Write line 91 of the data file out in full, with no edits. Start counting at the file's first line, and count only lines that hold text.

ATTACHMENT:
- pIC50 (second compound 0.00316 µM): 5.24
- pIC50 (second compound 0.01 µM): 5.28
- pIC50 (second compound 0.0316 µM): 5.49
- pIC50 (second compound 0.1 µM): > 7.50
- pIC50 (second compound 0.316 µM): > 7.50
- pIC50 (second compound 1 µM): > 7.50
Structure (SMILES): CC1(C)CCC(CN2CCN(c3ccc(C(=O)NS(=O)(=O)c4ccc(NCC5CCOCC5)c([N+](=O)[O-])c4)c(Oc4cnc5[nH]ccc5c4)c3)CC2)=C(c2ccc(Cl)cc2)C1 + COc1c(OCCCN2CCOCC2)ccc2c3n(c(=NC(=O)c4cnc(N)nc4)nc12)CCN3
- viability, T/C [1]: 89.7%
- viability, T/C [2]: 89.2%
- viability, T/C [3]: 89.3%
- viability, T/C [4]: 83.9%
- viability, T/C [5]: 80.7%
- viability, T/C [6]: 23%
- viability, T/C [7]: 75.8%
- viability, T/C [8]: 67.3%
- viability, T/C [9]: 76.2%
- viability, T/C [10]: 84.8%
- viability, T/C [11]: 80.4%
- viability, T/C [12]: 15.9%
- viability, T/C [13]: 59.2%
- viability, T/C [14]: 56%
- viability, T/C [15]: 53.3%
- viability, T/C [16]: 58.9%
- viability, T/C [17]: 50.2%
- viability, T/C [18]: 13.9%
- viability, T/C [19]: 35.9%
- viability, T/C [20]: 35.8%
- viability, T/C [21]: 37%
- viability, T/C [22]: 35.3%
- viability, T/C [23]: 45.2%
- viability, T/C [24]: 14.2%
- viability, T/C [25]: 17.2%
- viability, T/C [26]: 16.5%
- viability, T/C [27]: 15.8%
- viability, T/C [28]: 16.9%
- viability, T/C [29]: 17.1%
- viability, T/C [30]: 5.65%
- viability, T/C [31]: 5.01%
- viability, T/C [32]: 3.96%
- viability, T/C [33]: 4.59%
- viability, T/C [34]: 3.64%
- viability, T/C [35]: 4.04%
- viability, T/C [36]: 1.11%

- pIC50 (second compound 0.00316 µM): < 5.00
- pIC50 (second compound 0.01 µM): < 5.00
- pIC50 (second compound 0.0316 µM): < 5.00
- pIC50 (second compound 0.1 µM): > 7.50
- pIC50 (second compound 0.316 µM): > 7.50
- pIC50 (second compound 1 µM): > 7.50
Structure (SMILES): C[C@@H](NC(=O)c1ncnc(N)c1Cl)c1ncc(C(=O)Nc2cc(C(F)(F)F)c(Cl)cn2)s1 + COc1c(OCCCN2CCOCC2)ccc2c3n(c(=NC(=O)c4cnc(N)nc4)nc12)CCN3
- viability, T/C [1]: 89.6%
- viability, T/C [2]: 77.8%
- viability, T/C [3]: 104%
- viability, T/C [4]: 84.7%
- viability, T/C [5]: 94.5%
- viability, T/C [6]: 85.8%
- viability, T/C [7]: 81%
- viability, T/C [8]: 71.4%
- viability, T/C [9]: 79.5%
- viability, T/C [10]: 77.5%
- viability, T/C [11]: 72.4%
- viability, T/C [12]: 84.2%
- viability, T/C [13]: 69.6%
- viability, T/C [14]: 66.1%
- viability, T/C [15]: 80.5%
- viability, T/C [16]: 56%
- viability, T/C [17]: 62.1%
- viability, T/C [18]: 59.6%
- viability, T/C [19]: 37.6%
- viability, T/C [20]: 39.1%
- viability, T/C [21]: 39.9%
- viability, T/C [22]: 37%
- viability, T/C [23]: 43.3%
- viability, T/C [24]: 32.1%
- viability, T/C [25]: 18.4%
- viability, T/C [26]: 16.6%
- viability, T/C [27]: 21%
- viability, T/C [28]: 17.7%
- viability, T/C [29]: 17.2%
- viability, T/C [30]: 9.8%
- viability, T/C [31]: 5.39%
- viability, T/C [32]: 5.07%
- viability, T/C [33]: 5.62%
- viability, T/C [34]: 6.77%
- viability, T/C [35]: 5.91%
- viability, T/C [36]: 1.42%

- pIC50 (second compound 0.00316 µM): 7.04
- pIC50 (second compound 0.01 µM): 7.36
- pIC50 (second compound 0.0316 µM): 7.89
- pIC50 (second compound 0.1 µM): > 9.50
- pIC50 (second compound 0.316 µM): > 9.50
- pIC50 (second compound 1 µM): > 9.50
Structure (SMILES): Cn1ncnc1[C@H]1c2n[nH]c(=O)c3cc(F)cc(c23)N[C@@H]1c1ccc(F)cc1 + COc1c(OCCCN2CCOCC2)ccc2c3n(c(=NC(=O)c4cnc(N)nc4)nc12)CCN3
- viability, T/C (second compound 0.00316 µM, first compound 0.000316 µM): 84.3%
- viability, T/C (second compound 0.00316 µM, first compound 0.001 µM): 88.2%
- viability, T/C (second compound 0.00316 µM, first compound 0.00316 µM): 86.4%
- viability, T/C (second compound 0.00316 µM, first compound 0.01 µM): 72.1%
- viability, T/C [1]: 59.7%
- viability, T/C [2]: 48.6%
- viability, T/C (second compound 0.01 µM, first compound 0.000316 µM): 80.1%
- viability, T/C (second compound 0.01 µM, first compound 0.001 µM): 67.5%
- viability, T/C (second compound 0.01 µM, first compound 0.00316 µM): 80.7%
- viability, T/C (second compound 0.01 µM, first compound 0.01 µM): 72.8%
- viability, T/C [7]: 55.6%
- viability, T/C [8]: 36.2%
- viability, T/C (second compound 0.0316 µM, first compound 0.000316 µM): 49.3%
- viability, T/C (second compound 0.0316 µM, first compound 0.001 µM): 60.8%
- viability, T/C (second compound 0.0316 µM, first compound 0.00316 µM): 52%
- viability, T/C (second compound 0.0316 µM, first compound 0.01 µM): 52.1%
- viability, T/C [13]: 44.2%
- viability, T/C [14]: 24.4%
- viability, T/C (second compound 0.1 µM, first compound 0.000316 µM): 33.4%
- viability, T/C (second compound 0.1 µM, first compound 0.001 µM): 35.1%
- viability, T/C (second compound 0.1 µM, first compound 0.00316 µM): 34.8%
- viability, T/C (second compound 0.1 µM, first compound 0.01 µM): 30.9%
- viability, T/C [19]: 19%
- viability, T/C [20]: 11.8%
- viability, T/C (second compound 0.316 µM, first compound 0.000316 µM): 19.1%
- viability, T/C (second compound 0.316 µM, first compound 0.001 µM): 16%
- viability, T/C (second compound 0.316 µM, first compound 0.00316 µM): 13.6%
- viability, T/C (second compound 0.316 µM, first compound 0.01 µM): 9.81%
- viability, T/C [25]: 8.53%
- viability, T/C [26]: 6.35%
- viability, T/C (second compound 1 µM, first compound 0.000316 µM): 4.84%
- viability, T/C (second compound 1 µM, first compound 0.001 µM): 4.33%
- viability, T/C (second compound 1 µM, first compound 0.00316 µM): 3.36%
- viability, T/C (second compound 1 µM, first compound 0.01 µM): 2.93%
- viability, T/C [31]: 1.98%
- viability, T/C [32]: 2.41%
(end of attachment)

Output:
- pIC50 (second compound 0.316 µM): > 9.50